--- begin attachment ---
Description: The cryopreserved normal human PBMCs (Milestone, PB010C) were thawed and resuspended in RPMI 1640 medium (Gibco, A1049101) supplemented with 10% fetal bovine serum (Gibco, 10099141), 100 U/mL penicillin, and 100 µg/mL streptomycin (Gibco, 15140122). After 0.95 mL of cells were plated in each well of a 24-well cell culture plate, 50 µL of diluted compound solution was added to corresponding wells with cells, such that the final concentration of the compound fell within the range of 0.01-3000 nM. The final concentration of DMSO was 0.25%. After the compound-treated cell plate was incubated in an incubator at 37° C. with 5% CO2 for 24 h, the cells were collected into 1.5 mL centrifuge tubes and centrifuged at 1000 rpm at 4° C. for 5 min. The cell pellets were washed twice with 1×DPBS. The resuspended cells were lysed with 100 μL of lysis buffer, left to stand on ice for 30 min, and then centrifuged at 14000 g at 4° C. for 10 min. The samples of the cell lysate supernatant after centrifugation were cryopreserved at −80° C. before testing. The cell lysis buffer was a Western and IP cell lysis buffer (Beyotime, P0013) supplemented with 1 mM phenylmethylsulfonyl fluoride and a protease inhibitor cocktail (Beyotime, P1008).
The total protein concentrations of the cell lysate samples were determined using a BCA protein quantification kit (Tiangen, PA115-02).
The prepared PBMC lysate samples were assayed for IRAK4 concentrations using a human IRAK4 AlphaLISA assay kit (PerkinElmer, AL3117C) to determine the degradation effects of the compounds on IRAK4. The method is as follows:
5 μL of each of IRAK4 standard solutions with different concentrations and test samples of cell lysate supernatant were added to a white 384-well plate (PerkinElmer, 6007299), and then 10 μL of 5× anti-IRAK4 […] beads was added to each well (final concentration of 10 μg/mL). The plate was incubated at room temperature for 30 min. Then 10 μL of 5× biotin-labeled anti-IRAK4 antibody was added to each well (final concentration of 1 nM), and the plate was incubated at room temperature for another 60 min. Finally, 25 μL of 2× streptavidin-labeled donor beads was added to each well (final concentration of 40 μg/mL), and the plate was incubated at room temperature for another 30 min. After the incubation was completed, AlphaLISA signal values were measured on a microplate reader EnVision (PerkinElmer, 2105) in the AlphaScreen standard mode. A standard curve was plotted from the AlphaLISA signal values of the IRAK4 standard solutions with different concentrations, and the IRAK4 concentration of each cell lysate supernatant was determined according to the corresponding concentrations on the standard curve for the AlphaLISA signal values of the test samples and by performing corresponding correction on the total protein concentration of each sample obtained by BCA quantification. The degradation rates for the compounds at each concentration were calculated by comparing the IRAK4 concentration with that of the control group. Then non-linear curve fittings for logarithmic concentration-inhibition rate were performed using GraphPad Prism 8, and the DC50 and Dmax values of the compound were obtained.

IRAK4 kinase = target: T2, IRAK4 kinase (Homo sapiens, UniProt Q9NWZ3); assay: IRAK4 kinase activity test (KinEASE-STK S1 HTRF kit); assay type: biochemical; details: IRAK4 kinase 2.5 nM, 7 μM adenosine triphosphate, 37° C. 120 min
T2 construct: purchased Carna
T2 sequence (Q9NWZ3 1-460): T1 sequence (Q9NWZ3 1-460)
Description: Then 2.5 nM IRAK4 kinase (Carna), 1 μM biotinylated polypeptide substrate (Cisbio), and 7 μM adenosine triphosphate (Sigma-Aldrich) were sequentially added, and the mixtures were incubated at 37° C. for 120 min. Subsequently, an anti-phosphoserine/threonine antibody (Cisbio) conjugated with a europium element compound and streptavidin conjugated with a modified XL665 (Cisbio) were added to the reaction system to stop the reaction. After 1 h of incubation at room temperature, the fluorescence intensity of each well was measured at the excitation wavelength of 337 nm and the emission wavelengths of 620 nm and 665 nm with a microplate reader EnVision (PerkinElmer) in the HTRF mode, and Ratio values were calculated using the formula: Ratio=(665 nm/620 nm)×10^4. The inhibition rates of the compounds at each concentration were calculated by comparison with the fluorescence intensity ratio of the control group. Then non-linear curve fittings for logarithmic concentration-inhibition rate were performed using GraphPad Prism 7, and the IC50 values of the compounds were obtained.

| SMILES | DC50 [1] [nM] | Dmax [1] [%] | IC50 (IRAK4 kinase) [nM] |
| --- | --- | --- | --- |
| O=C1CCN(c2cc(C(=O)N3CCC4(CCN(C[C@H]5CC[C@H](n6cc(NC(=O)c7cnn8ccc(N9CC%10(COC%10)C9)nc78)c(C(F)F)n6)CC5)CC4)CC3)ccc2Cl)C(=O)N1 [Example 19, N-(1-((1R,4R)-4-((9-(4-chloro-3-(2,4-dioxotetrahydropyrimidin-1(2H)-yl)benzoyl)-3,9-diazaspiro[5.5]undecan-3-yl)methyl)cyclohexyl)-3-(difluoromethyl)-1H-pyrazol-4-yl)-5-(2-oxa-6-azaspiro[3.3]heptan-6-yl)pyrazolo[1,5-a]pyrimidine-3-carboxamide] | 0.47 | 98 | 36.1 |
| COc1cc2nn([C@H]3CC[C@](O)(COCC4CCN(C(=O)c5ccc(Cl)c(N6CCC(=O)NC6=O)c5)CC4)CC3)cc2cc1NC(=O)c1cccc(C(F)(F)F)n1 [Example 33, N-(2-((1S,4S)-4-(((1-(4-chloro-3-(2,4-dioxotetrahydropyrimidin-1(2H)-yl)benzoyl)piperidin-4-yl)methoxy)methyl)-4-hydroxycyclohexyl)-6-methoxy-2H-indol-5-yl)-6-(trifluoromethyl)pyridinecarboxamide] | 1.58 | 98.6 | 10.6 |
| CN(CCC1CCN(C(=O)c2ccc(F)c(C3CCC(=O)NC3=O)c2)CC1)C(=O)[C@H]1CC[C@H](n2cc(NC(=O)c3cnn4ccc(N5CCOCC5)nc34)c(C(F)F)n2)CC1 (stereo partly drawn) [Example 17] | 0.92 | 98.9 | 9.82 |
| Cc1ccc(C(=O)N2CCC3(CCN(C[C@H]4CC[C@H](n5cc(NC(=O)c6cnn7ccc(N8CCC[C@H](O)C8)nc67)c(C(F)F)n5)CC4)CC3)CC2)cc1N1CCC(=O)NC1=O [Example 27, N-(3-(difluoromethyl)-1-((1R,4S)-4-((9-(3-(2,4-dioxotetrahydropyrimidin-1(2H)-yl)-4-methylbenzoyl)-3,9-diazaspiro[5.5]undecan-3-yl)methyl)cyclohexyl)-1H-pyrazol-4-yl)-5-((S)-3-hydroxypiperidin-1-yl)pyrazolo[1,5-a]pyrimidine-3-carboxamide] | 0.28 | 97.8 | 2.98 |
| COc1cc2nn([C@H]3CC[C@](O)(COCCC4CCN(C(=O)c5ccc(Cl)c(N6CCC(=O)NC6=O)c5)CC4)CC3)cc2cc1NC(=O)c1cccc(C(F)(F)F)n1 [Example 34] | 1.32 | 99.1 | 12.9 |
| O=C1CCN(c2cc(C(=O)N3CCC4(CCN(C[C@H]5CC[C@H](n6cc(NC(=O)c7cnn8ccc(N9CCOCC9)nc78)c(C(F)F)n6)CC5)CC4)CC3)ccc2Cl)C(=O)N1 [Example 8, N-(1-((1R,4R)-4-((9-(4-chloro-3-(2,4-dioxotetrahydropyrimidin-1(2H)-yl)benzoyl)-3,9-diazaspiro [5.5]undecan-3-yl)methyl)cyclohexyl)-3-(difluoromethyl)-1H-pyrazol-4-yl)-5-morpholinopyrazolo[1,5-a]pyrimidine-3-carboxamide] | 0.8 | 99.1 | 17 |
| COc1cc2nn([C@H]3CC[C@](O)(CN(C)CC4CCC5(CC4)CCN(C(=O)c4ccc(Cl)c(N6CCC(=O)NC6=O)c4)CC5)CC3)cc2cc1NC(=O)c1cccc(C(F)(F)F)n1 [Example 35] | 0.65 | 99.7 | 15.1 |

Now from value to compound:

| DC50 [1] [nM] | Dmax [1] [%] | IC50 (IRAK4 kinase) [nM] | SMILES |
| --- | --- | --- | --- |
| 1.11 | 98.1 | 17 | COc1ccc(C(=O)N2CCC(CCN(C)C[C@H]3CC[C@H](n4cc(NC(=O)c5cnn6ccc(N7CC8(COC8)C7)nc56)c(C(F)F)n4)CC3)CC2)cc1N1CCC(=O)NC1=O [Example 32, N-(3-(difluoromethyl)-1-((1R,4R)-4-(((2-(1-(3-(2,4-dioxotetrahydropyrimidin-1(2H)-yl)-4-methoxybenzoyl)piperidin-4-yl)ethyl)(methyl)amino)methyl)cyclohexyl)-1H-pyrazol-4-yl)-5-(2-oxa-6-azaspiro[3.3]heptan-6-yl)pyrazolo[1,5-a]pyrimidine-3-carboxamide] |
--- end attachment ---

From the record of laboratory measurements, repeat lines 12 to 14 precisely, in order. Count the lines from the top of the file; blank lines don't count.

| COc1cc2nn([C@H]3CC[C@](O)(COCC4CCN(C(=O)c5ccc(Cl)c(N6CCC(=O)NC6=O)c5)CC4)CC3)cc2cc1NC(=O)c1cccc(C(F)(F)F)n1 [Example 33, N-(2-((1S,4S)-4-(((1-(4-chloro-3-(2,4-dioxotetrahydropyrimidin-1(2H)-yl)benzoyl)piperidin-4-yl)methoxy)methyl)-4-hydroxycyclohexyl)-6-methoxy-2H-indol-5-yl)-6-(trifluoromethyl)pyridinecarboxamide] | 1.58 | 98.6 | 10.6 |
| CN(CCC1CCN(C(=O)c2ccc(F)c(C3CCC(=O)NC3=O)c2)CC1)C(=O)[C@H]1CC[C@H](n2cc(NC(=O)c3cnn4ccc(N5CCOCC5)nc34)c(C(F)F)n2)CC1 (stereo partly drawn) [Example 17] | 0.92 | 98.9 | 9.82 |
| Cc1ccc(C(=O)N2CCC3(CCN(C[C@H]4CC[C@H](n5cc(NC(=O)c6cnn7ccc(N8CCC[C@H](O)C8)nc67)c(C(F)F)n5)CC4)CC3)CC2)cc1N1CCC(=O)NC1=O [Example 27, N-(3-(difluoromethyl)-1-((1R,4S)-4-((9-(3-(2,4-dioxotetrahydropyrimidin-1(2H)-yl)-4-methylbenzoyl)-3,9-diazaspiro[5.5]undecan-3-yl)methyl)cyclohexyl)-1H-pyrazol-4-yl)-5-((S)-3-hydroxypiperidin-1-yl)pyrazolo[1,5-a]pyrimidine-3-carboxamide] | 0.28 | 97.8 | 2.98 |